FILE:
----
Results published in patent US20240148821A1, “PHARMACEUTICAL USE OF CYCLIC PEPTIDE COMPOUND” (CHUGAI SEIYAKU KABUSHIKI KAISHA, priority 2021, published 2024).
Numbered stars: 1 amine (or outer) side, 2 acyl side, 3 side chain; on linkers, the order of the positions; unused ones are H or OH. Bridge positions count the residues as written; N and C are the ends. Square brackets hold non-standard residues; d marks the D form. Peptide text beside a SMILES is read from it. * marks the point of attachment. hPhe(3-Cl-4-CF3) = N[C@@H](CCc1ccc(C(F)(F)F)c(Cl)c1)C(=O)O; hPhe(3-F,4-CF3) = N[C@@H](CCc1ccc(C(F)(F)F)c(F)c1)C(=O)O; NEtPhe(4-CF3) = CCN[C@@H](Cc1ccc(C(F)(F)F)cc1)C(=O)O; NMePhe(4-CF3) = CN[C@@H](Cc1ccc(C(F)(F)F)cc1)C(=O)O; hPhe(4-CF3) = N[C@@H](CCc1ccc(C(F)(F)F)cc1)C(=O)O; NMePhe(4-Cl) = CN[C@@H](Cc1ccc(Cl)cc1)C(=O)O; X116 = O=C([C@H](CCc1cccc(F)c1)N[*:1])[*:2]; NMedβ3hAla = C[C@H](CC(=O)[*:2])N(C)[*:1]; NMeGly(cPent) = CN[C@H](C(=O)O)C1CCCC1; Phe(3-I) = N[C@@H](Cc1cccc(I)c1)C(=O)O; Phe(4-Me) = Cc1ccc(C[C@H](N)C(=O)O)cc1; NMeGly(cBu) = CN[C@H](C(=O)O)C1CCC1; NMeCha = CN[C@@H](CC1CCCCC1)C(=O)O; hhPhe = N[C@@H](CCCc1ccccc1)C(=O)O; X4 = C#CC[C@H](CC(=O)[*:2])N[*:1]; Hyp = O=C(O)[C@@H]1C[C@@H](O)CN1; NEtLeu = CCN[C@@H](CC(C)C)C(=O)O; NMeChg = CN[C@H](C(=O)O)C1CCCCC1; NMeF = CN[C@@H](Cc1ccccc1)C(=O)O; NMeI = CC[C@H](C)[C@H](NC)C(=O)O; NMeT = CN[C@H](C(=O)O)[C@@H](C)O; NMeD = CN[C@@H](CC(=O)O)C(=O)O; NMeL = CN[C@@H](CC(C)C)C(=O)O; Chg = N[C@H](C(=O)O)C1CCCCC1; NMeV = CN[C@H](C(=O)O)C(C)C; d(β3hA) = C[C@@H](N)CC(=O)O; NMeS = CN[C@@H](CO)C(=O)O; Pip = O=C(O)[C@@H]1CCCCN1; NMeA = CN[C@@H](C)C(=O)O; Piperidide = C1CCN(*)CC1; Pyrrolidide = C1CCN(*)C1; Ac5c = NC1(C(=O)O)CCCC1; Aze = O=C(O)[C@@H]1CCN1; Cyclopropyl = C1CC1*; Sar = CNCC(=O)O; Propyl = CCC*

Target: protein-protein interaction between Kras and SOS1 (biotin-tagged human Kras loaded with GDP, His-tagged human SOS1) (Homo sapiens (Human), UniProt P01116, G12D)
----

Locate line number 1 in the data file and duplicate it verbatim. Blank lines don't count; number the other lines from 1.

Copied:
Results published in patent US20240148821A1, “PHARMACEUTICAL USE OF CYCLIC PEPTIDE COMPOUND” (CHUGAI SEIYAKU KABUSHIKI KAISHA, priority 2021, published 2024).